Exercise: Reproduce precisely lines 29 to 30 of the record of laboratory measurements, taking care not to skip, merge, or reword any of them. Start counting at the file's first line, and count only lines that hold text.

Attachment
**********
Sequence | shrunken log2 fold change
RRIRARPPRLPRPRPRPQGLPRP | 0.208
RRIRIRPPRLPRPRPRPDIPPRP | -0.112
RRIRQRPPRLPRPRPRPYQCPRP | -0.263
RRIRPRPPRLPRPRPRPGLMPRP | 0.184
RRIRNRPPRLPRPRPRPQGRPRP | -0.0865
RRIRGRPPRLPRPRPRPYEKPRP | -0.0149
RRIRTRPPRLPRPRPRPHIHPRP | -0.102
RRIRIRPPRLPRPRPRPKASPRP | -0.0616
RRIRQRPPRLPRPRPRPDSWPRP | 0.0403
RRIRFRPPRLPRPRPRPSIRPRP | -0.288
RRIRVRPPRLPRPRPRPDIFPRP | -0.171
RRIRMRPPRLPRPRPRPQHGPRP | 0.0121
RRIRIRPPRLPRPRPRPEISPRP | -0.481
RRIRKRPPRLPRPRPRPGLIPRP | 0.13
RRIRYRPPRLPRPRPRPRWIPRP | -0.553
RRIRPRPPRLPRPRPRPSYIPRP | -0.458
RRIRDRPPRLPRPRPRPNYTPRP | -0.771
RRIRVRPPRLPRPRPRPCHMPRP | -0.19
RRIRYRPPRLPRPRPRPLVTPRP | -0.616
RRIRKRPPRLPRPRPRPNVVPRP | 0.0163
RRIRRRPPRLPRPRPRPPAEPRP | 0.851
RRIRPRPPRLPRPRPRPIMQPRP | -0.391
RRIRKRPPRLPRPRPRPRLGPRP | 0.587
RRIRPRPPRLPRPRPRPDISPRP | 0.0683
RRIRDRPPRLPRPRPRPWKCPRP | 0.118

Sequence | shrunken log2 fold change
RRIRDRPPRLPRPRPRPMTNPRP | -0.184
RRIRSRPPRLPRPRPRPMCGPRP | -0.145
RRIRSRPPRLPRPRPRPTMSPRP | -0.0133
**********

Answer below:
RRIRSRPPRLPRPRPRPMCGPRP | -0.145
RRIRSRPPRLPRPRPRPTMSPRP | -0.0133